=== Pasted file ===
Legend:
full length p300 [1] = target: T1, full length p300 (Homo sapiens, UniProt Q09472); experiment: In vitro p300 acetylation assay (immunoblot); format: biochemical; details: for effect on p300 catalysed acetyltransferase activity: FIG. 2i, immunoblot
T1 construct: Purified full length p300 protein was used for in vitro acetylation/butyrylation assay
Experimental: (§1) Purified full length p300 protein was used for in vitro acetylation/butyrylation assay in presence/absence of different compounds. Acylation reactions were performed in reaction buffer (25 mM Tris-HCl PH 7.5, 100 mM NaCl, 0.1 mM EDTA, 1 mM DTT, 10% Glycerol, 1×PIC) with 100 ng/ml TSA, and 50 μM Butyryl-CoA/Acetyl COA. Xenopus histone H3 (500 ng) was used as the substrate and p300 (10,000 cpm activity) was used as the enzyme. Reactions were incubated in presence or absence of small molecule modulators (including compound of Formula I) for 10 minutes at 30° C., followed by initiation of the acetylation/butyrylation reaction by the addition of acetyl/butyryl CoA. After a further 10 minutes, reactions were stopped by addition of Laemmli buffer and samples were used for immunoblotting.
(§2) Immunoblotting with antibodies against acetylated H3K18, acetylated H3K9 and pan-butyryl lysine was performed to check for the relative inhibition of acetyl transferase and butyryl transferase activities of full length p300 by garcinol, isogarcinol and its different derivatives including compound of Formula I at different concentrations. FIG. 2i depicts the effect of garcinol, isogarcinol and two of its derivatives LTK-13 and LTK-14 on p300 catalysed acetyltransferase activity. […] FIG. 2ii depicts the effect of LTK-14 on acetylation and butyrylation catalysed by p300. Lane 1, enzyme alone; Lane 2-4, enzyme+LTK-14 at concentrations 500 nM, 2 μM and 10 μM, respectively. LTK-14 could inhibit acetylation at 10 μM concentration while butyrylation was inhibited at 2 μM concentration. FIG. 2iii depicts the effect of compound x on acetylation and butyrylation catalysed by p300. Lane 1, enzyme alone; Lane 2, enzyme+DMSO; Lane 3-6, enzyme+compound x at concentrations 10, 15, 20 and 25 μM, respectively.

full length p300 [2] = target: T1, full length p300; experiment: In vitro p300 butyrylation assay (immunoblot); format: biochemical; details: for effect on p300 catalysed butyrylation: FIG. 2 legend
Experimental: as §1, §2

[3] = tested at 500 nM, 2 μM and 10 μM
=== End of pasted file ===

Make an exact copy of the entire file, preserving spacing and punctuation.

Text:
Legend:
full length p300 [1] = target: T1, full length p300 (Homo sapiens, UniProt Q09472); experiment: In vitro p300 acetylation assay (immunoblot); format: biochemical; details: for effect on p300 catalysed acetyltransferase activity: FIG. 2i, immunoblot
T1 construct: Purified full length p300 protein was used for in vitro acetylation/butyrylation assay
Experimental: (§1) Purified full length p300 protein was used for in vitro acetylation/butyrylation assay in presence/absence of different compounds. Acylation reactions were performed in reaction buffer (25 mM Tris-HCl PH 7.5, 100 mM NaCl, 0.1 mM EDTA, 1 mM DTT, 10% Glycerol, 1×PIC) with 100 ng/ml TSA, and 50 μM Butyryl-CoA/Acetyl COA. Xenopus histone H3 (500 ng) was used as the substrate and p300 (10,000 cpm activity) was used as the enzyme. Reactions were incubated in presence or absence of small molecule modulators (including compound of Formula I) for 10 minutes at 30° C., followed by initiation of the acetylation/butyrylation reaction by the addition of acetyl/butyryl CoA. After a further 10 minutes, reactions were stopped by addition of Laemmli buffer and samples were used for immunoblotting.
(§2) Immunoblotting with antibodies against acetylated H3K18, acetylated H3K9 and pan-butyryl lysine was performed to check for the relative inhibition of acetyl transferase and butyryl transferase activities of full length p300 by garcinol, isogarcinol and its different derivatives including compound of Formula I at different concentrations. FIG. 2i depicts the effect of garcinol, isogarcinol and two of its derivatives LTK-13 and LTK-14 on p300 catalysed acetyltransferase activity. […] FIG. 2ii depicts the effect of LTK-14 on acetylation and butyrylation catalysed by p300. Lane 1, enzyme alone; Lane 2-4, enzyme+LTK-14 at concentrations 500 nM, 2 μM and 10 μM, respectively. LTK-14 could inhibit acetylation at 10 μM concentration while butyrylation was inhibited at 2 μM concentration. FIG. 2iii depicts the effect of compound x on acetylation and butyrylation catalysed by p300. Lane 1, enzyme alone; Lane 2, enzyme+DMSO; Lane 3-6, enzyme+compound x at concentrations 10, 15, 20 and 25 μM, respectively.

full length p300 [2] = target: T1, full length p300; experiment: In vitro p300 butyrylation assay (immunoblot); format: biochemical; details: for effect on p300 catalysed butyrylation: FIG. 2 legend
Experimental: as §1, §2

[3] = tested at 500 nM, 2 μM and 10 μM